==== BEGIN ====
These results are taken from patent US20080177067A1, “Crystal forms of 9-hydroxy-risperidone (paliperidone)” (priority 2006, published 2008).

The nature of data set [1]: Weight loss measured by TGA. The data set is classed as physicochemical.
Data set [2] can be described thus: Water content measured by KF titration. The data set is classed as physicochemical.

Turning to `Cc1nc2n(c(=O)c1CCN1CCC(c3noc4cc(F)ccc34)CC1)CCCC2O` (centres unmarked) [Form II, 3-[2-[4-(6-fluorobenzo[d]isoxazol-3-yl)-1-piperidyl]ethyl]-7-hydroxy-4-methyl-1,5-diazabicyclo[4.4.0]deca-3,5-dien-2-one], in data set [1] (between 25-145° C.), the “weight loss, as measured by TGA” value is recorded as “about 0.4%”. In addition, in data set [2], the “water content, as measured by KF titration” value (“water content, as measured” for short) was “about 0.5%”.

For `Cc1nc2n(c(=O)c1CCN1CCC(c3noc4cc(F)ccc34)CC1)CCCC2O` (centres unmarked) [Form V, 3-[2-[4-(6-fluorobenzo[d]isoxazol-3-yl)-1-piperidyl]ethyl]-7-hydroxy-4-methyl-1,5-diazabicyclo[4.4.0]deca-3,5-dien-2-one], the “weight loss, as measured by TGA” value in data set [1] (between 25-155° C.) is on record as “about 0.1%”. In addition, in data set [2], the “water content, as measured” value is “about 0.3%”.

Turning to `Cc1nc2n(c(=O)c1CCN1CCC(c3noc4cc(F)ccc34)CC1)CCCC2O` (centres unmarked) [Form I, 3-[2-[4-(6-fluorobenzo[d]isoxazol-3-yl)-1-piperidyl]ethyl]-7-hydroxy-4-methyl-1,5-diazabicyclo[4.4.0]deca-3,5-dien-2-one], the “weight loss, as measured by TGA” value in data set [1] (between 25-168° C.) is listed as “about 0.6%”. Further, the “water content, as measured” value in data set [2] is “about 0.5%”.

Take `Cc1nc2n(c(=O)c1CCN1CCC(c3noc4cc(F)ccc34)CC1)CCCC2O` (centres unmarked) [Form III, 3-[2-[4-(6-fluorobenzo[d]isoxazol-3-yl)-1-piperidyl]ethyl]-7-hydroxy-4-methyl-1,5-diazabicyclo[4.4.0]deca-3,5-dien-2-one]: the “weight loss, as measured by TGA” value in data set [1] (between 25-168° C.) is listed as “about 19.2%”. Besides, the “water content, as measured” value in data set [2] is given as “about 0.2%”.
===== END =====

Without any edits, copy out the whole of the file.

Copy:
These results are taken from patent US20080177067A1, “Crystal forms of 9-hydroxy-risperidone (paliperidone)” (priority 2006, published 2008).

The nature of data set [1]: Weight loss measured by TGA. The data set is classed as physicochemical.
Data set [2] can be described thus: Water content measured by KF titration. The data set is classed as physicochemical.

Turning to `Cc1nc2n(c(=O)c1CCN1CCC(c3noc4cc(F)ccc34)CC1)CCCC2O` (centres unmarked) [Form II, 3-[2-[4-(6-fluorobenzo[d]isoxazol-3-yl)-1-piperidyl]ethyl]-7-hydroxy-4-methyl-1,5-diazabicyclo[4.4.0]deca-3,5-dien-2-one], in data set [1] (between 25-145° C.), the “weight loss, as measured by TGA” value is recorded as “about 0.4%”. In addition, in data set [2], the “water content, as measured by KF titration” value (“water content, as measured” for short) was “about 0.5%”.

For `Cc1nc2n(c(=O)c1CCN1CCC(c3noc4cc(F)ccc34)CC1)CCCC2O` (centres unmarked) [Form V, 3-[2-[4-(6-fluorobenzo[d]isoxazol-3-yl)-1-piperidyl]ethyl]-7-hydroxy-4-methyl-1,5-diazabicyclo[4.4.0]deca-3,5-dien-2-one], the “weight loss, as measured by TGA” value in data set [1] (between 25-155° C.) is on record as “about 0.1%”. In addition, in data set [2], the “water content, as measured” value is “about 0.3%”.

Turning to `Cc1nc2n(c(=O)c1CCN1CCC(c3noc4cc(F)ccc34)CC1)CCCC2O` (centres unmarked) [Form I, 3-[2-[4-(6-fluorobenzo[d]isoxazol-3-yl)-1-piperidyl]ethyl]-7-hydroxy-4-methyl-1,5-diazabicyclo[4.4.0]deca-3,5-dien-2-one], the “weight loss, as measured by TGA” value in data set [1] (between 25-168° C.) is listed as “about 0.6%”. Further, the “water content, as measured” value in data set [2] is “about 0.5%”.

Take `Cc1nc2n(c(=O)c1CCN1CCC(c3noc4cc(F)ccc34)CC1)CCCC2O` (centres unmarked) [Form III, 3-[2-[4-(6-fluorobenzo[d]isoxazol-3-yl)-1-piperidyl]ethyl]-7-hydroxy-4-methyl-1,5-diazabicyclo[4.4.0]deca-3,5-dien-2-one]: the “weight loss, as measured by TGA” value in data set [1] (between 25-168° C.) is listed as “about 19.2%”. Besides, the “water content, as measured” value in data set [2] is given as “about 0.2%”.